Igor Stolichnov, Matteo Cavalieri, Enrico Colla, Tony Schenk, Terence Mittmann, Thomas Mikolajick, Uwe Schroeder, and Adrian M. Ionescu

ACS Appl. Mater. Interfaces, Just Accepted Manuscript
DOI: 10.1021/acsami.8b07988
Publication Date (Web): August 14, 2018

Tuesday, January 2, 2018

Single Atomic Layer Ferroelectric on Silicon by PVD ZrO2

A team of mainly US based researchers from (Yale, MIT, Université de Genève and Globalfoundries) have been able to scale down ferroelectric ZrO2 to only one atomic layer on silicon using PVD. This record breaking thin monolayer ferroelectric allows for more aggressively scaled devices than bulk ferroelectrics as compared to the most current 5–10 nm thick layers based on e.g. Si:HfO2 and HfZrOx. 

They found that:
  • single atomic layer ZrO2 exhibits ferroelectric switching behavior when grown with an atomically abrupt interface on silicon
  • ZrO2 gate stack demonstrate that a reversible polarization of the ZrO2 interface structure couples to the carriers in the silicon.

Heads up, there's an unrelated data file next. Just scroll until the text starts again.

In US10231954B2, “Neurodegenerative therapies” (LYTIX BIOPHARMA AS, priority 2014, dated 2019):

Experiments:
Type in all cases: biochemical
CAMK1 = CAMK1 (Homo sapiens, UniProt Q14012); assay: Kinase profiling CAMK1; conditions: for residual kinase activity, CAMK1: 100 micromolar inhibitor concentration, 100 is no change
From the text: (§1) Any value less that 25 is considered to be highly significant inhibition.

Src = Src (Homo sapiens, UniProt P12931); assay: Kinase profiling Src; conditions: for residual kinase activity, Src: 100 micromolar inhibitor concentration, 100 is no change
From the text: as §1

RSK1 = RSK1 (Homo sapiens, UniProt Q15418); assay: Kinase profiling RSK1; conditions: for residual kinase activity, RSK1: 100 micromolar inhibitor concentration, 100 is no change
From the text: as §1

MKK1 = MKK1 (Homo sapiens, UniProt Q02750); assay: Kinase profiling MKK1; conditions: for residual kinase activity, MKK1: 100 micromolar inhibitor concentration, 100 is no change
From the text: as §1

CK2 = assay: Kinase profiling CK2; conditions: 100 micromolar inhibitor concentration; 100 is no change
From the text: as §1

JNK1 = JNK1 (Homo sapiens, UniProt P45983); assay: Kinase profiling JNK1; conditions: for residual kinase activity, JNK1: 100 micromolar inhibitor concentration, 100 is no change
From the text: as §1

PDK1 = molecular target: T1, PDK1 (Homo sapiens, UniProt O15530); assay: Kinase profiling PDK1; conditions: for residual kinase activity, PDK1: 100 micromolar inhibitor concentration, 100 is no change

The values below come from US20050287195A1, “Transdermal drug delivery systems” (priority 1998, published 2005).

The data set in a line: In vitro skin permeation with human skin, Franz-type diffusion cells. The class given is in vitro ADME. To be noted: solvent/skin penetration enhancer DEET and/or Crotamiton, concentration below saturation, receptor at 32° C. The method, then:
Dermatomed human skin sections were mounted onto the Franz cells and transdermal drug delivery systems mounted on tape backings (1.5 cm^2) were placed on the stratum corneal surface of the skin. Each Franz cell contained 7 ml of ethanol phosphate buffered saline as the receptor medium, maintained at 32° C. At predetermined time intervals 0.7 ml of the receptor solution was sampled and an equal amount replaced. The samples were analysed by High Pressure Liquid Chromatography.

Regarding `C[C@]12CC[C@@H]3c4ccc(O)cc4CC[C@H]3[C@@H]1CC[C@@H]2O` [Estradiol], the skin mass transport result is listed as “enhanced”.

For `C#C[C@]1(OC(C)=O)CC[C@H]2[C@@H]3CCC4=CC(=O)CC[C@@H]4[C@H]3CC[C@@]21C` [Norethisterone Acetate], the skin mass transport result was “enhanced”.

Single Atomic Layer Ferroelectric on Silicon
Mehmet Dogan, Stéphanie Fernandez-Peña, Lior Kornblum, Yichen Jia, Divine P. Kumah, James W. Reiner, Zoran Krivokapic, Alexie M. Kolpak, Sohrab Ismail-Beigi, Charles H. Ahn, and Frederick J. Walker

Nano Lett., Article ASAP, DOI:10.1021/acs.nanolett.7b03988

Abstract: A single atomic layer of ZrO2 exhibits ferroelectric switching behavior when grown with an atomically abrupt interface on silicon. Hysteresis in capacitance–voltage measurements of a ZrO2 gate stack demonstrate that a reversible polarization of the ZrO2 interface structure couples to the carriers in the silicon. First-principles computations confirm the existence of multiple stable polarization states and the energy shift in the semiconductor electron states that result from switching between these states. This monolayer ferroelectric represents a new class of materials for achieving devices that transcend conventional complementary metal oxide semiconductor (CMOS) technology. Significantly, a single atomic layer ferroelectric allows for more aggressively scaled devices than bulk ferroelectrics, which currently need to be thicker than 5–10 nm to exhibit significant hysteretic behavior (Park, et al. Adv. Mater. 2015, 27, 1811).

Reprinted with permission from (Single Atomic Layer Ferroelectric on Silicon, M. Dogan et al, Nano Letters, Dec 2017). Copyright (2018) American Chemical Society.

High‐resolution STEM image and EDX intensity profiles of Si, Al and Zr. The Supporting Information is available free of charge on the ACS Publications website at "Single Atomic Layer Ferroelectric on Silicon"